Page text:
This short story fits loosely in with the idiom theme that I’ve been perusing recently. The term is used to mean a disappointment or setback for someone or something.
At the moment I’m researching a new tour, this time based in the Temple. The Temple is an area of Barristers chambers situated between the Strand and the Embankment. It’s a very old part of London and there has been a legal Prescence there since the 16th century.
When I started to do my research I was a little afraid that I would turn up mostly dry old legal facts, names and dates, but quickly I realised that the opposite was true and that the area had seen it’s fair share of incidents of the years.
The Temple has three main entrances, with several other smaller gateways that have been added over the last three to four hundred years. Because the Temple used to abut the River Thames, before the Embankment was created, and given that the river was one of the quickest ways to travel many Barristers would use it for their commute into chambers. One of the nearest dropping off points was Essex Stairs and so to facilitate the easiest access to the Temple a small gate was constructed in the surrounding wall to give access to Milford Lane and thence the river. This gate like all the others had it’s own keeper and in 1689 the custodian was Richard Merridy.
It is not known how long Merridy had held the position, but in early December of that year he seems to have lost it due to a misdemeanor which was not recorded. His replacement was John Pascal, who took over the role immediately and kept the gate through Christmas and into the following January.
On the twentieth of that month Pascal was dealing with the morning rush as several wherries or water taxis had just deposited their passengers at the stairs and those wishing to enter the Temple were queuing to get through the gate. I would imagine that Pascal by then knew most of the Barristers who entered chambers this way and would let them through as quickly as possible, but anyone unknown to him would be stopped. Back then the Temple could only be accessed if you were not a member by ticket. These were obtained from the Barrister or chambers you were visiting and there was a strict no admittance policy to those not bearing the correct document. Pascal was working his way through the ticket holders when he spied Merridy in the queue. Seemingly they were known to each other and Pascal halloed him as he moved forwards in the line.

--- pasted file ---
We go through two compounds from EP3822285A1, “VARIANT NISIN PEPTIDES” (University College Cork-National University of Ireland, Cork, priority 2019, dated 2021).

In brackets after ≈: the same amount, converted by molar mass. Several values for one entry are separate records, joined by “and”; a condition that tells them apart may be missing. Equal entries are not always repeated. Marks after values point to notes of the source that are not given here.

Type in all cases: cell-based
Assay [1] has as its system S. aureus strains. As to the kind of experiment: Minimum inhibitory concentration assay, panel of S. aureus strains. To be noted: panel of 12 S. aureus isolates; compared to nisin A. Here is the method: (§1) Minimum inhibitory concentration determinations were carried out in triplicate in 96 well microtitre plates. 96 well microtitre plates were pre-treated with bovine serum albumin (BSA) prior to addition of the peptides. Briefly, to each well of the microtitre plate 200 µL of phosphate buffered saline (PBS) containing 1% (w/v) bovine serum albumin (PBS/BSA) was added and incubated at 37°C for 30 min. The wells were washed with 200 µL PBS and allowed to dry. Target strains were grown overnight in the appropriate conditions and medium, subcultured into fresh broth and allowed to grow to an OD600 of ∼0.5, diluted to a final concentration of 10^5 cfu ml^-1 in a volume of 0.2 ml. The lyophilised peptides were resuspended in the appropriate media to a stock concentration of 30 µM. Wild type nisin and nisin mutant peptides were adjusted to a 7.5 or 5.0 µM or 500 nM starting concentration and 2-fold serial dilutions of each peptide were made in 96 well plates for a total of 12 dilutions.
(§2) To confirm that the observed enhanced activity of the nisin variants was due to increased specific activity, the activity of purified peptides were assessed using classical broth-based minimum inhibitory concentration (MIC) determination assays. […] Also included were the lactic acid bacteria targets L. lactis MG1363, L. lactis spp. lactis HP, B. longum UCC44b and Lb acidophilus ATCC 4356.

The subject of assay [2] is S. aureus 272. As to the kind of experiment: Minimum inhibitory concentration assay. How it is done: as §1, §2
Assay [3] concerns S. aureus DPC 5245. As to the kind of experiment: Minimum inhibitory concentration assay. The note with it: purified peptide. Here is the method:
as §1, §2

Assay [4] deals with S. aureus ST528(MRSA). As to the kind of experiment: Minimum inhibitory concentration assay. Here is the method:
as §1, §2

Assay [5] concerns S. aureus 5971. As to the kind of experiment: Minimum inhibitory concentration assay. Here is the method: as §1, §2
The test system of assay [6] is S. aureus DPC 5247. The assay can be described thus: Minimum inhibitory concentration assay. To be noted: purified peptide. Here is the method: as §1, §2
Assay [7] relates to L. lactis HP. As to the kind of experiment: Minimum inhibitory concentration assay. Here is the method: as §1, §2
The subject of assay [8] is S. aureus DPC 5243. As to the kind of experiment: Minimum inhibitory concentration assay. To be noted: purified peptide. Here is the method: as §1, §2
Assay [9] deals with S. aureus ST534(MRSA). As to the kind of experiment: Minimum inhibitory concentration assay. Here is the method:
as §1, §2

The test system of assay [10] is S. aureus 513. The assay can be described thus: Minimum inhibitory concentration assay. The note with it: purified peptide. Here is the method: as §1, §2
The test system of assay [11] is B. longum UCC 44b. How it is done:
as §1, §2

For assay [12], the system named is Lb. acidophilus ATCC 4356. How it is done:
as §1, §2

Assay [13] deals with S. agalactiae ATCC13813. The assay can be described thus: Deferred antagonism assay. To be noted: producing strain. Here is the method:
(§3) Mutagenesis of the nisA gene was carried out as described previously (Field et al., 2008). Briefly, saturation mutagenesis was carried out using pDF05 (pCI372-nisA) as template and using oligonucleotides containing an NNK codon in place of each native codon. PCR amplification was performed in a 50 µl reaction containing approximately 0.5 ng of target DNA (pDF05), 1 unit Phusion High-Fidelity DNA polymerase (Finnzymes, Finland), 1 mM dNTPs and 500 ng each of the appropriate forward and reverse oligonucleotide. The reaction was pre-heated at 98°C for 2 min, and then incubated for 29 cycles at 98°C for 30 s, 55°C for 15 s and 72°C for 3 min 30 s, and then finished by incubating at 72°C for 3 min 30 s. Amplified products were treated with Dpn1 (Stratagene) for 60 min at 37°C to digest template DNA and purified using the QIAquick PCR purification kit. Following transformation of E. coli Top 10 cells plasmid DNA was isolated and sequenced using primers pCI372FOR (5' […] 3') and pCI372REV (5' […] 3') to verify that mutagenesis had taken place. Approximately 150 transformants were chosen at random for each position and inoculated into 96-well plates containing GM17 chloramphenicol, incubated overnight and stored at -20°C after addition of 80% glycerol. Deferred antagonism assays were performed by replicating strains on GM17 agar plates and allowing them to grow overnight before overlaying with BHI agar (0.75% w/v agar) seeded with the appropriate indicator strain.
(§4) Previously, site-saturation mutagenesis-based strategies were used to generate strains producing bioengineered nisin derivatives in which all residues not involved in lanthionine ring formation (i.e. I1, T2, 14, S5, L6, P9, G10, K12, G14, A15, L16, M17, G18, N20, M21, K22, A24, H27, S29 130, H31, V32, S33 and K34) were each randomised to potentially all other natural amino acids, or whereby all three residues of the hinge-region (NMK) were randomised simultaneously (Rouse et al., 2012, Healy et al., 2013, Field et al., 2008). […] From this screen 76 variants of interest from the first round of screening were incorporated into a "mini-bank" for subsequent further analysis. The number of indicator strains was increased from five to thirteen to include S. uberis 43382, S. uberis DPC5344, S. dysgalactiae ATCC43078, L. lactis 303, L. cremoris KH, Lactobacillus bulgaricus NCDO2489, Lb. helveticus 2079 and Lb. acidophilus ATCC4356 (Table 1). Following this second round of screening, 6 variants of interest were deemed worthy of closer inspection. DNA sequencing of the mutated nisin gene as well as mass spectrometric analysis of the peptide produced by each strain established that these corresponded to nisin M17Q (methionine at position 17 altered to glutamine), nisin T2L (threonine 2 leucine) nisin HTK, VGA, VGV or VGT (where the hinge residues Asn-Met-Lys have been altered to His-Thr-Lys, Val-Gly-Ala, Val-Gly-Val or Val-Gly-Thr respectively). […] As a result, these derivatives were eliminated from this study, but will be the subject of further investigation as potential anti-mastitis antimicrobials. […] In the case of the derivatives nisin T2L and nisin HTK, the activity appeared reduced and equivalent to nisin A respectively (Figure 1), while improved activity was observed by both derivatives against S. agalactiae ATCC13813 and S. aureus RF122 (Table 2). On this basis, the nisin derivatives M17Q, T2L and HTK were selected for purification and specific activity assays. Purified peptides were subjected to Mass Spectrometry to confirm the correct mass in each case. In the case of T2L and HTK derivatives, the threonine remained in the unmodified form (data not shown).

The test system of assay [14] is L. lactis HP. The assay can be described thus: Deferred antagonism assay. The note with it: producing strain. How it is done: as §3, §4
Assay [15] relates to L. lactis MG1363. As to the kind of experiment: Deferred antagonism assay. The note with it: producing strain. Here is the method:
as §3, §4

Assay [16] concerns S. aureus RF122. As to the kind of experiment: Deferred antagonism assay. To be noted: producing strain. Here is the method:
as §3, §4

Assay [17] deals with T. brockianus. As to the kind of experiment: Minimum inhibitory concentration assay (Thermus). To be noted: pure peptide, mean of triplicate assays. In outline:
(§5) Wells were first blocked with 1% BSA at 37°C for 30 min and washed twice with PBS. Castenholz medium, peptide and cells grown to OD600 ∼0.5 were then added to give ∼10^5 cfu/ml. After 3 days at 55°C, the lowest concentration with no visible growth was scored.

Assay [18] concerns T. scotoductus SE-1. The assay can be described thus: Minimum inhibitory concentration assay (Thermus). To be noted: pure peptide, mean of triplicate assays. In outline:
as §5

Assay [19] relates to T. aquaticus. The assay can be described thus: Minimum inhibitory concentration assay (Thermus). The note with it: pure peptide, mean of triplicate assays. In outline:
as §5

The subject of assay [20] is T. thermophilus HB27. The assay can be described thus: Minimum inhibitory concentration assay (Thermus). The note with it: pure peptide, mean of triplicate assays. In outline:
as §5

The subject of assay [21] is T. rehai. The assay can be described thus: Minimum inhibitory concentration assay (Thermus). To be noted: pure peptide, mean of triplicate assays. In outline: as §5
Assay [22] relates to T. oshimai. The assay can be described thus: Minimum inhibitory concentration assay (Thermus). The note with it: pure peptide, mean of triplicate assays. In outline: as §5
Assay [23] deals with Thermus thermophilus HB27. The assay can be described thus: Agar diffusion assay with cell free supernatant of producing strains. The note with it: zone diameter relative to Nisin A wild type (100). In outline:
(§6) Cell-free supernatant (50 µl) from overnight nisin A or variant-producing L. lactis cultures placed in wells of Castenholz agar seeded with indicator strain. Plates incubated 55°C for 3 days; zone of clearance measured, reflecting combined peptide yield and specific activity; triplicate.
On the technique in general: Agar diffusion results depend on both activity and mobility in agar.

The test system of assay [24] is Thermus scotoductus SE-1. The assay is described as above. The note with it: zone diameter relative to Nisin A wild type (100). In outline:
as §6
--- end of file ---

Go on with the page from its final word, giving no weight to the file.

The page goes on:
When it was Merridy’s turn the couple exchanged greetings and Pascal asked to see the visitors pass. Merridy didn’t have one and tried to bargain with the gate keeper to gain access, something Pascal refused to allow. The conversation became heated and a scuffle ensued between the two until Merridy stabbed Pascal in the eye with the point of his scabbard known as a Chape to a depth of an inch and a half, causing a fatal wound that the gate keeper died of later that evening. Merridy was seized by onlookers and wrestled to the ground shouting that it was no more Sin to Kill one of the Temple Officers, than to Kill a Dog, or a Cat, and that he would have the Blood of some of them should he escape his captors. He was tried and found guilty of murder and was hung in the February after a failed escape attempt from Newgate prison..